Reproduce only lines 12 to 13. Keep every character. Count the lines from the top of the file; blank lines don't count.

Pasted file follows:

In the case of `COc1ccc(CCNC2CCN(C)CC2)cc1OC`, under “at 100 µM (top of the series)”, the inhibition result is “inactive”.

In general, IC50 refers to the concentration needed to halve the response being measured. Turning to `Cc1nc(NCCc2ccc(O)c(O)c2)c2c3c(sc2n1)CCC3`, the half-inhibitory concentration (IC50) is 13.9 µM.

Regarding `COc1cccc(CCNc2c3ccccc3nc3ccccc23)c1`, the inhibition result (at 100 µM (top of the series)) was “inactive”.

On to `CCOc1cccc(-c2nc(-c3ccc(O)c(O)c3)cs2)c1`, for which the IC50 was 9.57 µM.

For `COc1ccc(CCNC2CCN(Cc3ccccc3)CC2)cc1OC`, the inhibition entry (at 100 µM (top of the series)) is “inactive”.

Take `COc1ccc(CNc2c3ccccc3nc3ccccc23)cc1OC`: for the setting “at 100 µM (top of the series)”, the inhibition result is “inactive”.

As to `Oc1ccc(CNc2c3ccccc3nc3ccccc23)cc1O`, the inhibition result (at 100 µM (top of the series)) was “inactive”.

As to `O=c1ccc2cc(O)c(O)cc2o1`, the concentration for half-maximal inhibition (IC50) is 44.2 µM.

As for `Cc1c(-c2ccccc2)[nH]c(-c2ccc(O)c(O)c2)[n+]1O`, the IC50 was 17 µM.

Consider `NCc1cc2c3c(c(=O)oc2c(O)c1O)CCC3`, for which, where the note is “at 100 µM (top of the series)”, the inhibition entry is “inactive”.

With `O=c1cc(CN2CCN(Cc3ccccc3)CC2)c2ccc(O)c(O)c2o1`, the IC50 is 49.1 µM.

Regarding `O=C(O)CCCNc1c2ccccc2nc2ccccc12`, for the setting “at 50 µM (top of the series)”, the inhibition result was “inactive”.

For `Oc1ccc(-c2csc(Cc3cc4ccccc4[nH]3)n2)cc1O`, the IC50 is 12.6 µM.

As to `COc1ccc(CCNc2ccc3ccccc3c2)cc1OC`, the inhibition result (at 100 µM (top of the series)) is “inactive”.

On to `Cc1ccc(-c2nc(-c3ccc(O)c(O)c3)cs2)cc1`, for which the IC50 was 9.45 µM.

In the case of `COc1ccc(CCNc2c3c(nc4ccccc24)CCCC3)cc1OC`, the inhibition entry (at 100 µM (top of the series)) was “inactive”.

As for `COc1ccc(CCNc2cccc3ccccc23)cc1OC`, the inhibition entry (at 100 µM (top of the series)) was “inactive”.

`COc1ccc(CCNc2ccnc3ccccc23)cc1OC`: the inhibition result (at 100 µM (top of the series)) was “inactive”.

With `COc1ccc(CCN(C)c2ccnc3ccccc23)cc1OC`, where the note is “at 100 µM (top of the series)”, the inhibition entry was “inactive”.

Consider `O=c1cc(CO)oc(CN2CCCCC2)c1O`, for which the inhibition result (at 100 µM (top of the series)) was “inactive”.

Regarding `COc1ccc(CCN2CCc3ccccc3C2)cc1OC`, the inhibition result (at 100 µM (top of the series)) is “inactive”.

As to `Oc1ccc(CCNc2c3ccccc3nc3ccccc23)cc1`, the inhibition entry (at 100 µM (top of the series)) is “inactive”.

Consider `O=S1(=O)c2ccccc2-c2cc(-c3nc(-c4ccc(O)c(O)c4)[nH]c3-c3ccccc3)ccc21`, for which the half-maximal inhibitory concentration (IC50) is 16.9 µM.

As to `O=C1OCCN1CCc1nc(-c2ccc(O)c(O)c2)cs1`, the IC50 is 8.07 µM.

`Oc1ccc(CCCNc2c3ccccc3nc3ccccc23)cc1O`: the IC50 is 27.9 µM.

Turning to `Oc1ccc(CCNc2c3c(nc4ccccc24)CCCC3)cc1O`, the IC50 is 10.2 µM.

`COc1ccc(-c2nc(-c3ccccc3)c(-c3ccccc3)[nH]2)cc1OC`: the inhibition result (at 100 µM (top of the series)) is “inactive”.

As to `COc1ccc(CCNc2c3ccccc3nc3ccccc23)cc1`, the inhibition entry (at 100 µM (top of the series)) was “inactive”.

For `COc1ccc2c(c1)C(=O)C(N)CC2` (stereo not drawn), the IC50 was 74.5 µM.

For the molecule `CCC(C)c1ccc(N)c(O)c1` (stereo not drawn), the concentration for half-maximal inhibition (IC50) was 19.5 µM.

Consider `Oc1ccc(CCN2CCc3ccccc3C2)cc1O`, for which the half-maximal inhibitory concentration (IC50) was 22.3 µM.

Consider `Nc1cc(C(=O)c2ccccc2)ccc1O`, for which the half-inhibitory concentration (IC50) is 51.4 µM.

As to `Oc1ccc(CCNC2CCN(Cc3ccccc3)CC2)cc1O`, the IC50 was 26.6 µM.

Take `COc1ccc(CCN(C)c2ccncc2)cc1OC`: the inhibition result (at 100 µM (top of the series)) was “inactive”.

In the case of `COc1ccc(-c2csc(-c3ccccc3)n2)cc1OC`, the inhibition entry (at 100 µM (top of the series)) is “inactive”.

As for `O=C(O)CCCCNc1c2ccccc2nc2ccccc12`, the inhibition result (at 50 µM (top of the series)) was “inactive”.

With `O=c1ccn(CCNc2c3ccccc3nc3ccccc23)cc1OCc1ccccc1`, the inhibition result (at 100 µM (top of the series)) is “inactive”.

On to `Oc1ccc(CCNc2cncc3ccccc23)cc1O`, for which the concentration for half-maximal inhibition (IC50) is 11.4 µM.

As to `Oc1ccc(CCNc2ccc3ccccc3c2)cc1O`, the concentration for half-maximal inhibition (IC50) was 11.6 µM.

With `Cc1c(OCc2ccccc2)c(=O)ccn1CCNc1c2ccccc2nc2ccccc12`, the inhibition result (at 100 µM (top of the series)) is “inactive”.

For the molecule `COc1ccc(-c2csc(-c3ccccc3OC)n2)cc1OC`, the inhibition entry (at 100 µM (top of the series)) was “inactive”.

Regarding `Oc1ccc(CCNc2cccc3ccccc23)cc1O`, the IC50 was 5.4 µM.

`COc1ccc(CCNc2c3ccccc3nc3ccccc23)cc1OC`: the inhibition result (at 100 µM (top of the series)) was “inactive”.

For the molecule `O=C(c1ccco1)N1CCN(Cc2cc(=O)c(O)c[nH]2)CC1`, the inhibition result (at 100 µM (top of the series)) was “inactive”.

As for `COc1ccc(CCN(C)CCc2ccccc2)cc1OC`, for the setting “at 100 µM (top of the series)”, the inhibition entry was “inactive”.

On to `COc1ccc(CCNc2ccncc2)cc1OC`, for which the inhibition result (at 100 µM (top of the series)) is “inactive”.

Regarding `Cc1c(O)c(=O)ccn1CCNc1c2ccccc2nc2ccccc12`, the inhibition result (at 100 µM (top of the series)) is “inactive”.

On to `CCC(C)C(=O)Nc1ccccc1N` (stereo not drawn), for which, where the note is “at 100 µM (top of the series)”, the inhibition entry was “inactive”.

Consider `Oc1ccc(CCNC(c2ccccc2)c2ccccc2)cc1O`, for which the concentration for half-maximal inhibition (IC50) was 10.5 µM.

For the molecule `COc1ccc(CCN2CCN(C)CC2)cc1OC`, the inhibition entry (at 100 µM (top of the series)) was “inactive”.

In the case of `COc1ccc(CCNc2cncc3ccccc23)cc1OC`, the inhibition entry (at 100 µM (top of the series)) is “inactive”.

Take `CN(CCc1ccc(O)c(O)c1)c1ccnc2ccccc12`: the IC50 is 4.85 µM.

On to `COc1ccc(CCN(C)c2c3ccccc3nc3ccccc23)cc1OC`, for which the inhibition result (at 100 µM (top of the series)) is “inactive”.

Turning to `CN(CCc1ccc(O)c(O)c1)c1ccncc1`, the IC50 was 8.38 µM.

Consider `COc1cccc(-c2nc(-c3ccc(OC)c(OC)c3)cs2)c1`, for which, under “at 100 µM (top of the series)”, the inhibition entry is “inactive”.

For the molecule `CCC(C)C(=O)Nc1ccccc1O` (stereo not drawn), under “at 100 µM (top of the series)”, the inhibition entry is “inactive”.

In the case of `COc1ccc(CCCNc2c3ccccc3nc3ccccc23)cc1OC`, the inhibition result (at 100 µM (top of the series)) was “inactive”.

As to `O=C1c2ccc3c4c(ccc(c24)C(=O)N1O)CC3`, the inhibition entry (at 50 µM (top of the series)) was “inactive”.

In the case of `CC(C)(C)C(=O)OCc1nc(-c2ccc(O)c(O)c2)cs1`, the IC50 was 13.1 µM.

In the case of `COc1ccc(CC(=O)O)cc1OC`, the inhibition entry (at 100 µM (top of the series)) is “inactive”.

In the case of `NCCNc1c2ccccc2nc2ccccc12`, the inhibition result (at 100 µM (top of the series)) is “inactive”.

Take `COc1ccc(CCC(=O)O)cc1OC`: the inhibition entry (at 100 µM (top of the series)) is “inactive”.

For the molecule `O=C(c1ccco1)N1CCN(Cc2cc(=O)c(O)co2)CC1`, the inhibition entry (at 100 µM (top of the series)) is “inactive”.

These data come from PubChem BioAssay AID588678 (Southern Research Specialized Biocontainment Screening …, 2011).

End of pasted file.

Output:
Regarding `O=C(O)CCCNc1c2ccccc2nc2ccccc12`, for the setting “at 50 µM (top of the series)”, the inhibition result was “inactive”.

For `Oc1ccc(-c2csc(Cc3cc4ccccc4[nH]3)n2)cc1O`, the IC50 is 12.6 µM.